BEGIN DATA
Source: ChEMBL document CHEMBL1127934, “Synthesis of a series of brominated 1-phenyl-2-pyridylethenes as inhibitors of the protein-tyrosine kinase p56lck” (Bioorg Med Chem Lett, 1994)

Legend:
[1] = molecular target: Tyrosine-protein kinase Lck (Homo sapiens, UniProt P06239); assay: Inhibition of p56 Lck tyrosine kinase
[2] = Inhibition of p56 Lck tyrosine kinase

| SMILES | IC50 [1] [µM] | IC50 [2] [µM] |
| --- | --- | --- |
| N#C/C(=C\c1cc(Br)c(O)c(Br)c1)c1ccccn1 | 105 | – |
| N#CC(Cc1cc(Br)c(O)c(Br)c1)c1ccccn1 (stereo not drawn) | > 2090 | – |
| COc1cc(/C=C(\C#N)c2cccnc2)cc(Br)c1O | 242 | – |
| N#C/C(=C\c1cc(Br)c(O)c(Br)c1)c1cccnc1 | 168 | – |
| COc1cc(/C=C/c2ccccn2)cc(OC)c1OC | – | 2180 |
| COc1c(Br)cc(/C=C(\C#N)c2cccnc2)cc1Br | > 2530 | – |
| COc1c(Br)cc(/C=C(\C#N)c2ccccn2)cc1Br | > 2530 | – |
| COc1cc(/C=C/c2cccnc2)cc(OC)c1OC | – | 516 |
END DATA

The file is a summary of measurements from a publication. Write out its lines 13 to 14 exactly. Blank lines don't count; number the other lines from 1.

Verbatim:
| COc1c(Br)cc(/C=C(\C#N)c2ccccn2)cc1Br | > 2530 | – |
| COc1cc(/C=C/c2cccnc2)cc(OC)c1OC | – | 516 |